"My friend and longtime colleague John Olver is a quiet man who lets his large accomplishments speak for him. He's a public servant of principle who has served Western Massachusetts with great skill and deep passions belied by his unassuming and humble demeanor. All of those qualities are a great credit to this remarkable public servant. He's been a congressional workhorse with the heart of an Amherst activist.

"Last June I was honored to join John in Holyoke to celebrate his accomplishments over two decades in Congress. Today we celebrate him again and the difficult decisions he's made, and we thank his beloved wife, Rose, and their daughter, Martha, for sharing him with the district and with Massachusetts for so many years." — U.S. Sen. John Kerry

"Throughout his career, John Olver has served as a bastion of support for his constituents, friends and family in western Massachusetts. While his leadership in Congress will be missed, I know that his advocacy and passion for public service will continue, and Diane and I wish him the best."  —  Gov. Deval Patrick

"For the past 20 years, John Olver has been what he promised he would be — a workhorse, not a show horse — representing Western Massachusetts in the U.S. House. It was an honor to work on his staff and I was proud to work closely with him as a state senator. I learned much about what it takes to be a good public servant from John Olver, and for that I can't thank him enough.

"We in western Massachusetts will miss having him represent us in Congress. I wish him, Rose and the rest of his family the best. He has given Massachusetts more than 40 years of public service, for which we should be eternally grateful."  — state Sen. Benjamin B. Downing, D-Pittsfield

"John Olver's work on behalf of his constituents and the Commonwealth is immeasurable and will have a lasting impact for decades. In particular his ability to deliver time and again on improving our rail infrastructure has strengthened linkages that will create jobs and improve our environment."    Lt. Gov. Timothy Murray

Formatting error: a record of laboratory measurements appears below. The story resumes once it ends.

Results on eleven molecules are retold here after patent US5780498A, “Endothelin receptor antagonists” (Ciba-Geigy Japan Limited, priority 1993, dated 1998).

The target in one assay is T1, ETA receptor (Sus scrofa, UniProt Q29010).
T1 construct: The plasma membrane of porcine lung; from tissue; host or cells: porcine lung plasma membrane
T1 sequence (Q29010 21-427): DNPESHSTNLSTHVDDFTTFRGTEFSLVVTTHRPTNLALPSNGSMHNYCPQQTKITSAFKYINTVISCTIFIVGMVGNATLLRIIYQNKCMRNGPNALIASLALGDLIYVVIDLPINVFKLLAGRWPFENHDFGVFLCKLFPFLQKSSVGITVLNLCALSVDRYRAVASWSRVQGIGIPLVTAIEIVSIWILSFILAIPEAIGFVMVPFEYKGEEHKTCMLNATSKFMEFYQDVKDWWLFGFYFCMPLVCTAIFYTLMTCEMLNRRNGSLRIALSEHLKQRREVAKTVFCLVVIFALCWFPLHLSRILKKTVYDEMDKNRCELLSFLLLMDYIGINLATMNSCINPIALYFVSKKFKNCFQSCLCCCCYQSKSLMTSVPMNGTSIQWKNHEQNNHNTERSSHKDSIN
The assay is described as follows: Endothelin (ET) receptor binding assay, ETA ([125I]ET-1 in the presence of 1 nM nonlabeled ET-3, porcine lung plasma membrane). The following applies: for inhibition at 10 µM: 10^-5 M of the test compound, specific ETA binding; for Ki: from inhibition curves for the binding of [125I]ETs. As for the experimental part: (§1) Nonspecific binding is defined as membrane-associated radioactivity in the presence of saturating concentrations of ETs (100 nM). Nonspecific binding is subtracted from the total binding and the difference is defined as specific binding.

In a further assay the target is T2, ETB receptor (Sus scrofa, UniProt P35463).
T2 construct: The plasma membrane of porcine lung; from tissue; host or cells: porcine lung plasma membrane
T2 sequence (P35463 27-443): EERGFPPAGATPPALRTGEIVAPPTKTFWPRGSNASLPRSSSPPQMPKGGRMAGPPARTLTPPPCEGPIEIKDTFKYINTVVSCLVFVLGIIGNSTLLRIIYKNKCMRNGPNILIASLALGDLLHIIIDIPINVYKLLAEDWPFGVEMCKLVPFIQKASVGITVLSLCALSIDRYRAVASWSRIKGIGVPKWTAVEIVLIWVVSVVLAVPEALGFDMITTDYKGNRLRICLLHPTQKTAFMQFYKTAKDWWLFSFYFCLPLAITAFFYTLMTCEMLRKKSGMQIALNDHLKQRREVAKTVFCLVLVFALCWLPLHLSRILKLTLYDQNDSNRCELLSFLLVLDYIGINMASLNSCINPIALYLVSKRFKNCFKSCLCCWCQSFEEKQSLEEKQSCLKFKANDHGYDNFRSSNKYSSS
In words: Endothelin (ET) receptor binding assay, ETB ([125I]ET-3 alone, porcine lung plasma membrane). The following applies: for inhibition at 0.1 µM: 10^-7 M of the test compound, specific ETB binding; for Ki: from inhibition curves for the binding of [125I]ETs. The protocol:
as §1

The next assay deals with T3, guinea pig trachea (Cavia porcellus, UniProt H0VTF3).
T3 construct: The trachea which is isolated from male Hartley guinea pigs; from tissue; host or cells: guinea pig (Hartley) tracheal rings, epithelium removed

"John Olver has been a great friend to the people of North Adams and the greater Northern Berkshire community. He always showed up, whether it was coming to our parade, our Community Coalition meetings, other community events or fighting for funding for local projects. Among many other things, he has provided significant and consistent funding for our BerkshireRides program and has championed funding for the bike trail and public housing.

"He defended the rights of American workers who are under fire today.  He was unafraid to take the heat for unpopular political stands, most notably when he resisted the rush to war in 2002. Congressman Olver will be missed by those of us who are so fortunate to know him but also by the many thousands more who benefitted from this kind and thoughtful man's compassion and wisdom." 
  Mayor Dick Alcombright

"I applaud John Olver for his dedicated service in the U.S. Congress. John has always kept the people of Western Massachusetts first and foremost in his policy decisions. I wish Congressman Olver, his wife Rose, and their family much health and happiness. I agree with the congressman that Western Massachusetts should continue to be represented by two members of Congress, and urge the legislative redistricting committee to draw lines accordingly. As I have said in the past, my name will appear on the ballot for U.S. Congress in 2012." 
  Andrea F. Nuciforo Jr., Middle Berkshire register of deeds and former state senator.

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Markey Speaks at Last-Minute Rally in Park Square

By Brittany PolitoiBerkshires Staff

Markey is running for a second full term and has visited the Berkshires several times during the campaign. 

PITTSFIELD, Mass. — Edward Markey drove straight from Washington, D.C., to Pittsfield on Tuesday at the tail end of his campaign for re-election to the U.S. Senate to condemn the Republican administration and promise better days if Democrats win next week.